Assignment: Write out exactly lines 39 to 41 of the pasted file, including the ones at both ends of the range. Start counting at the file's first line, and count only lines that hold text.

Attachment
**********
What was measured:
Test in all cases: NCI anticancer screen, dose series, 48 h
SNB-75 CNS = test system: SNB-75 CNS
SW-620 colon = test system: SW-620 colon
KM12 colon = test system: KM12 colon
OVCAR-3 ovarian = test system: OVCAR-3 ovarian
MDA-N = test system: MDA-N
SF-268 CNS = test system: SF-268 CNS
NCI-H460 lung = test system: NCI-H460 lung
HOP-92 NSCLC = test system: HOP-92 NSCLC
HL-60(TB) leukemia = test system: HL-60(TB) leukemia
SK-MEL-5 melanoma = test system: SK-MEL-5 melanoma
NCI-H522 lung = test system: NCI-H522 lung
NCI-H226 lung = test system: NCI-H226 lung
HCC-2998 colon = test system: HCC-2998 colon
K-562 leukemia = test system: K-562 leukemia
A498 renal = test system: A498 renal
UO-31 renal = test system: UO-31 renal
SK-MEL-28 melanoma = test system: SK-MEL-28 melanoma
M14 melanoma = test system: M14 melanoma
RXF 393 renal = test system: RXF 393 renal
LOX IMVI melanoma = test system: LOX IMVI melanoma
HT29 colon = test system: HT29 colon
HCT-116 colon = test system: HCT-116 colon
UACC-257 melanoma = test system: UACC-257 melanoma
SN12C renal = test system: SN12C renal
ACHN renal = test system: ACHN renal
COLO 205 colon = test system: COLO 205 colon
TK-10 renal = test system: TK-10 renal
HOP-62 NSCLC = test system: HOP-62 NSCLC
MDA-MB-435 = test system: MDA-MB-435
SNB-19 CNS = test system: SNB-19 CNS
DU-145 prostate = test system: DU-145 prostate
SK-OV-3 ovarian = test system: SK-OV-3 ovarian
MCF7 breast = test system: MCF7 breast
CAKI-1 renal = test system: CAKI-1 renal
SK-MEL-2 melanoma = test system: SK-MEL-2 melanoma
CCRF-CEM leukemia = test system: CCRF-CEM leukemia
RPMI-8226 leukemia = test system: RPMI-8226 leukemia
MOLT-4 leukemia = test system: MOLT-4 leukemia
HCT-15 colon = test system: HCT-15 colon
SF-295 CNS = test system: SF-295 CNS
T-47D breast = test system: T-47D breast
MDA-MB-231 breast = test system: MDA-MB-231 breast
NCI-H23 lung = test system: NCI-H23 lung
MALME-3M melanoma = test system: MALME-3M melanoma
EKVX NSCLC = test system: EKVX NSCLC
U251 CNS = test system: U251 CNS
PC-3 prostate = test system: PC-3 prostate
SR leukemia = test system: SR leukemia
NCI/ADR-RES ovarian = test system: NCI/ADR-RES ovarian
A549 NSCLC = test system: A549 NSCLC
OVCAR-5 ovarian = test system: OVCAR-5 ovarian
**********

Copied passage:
RPMI-8226 leukemia = test system: RPMI-8226 leukemia
MOLT-4 leukemia = test system: MOLT-4 leukemia
HCT-15 colon = test system: HCT-15 colon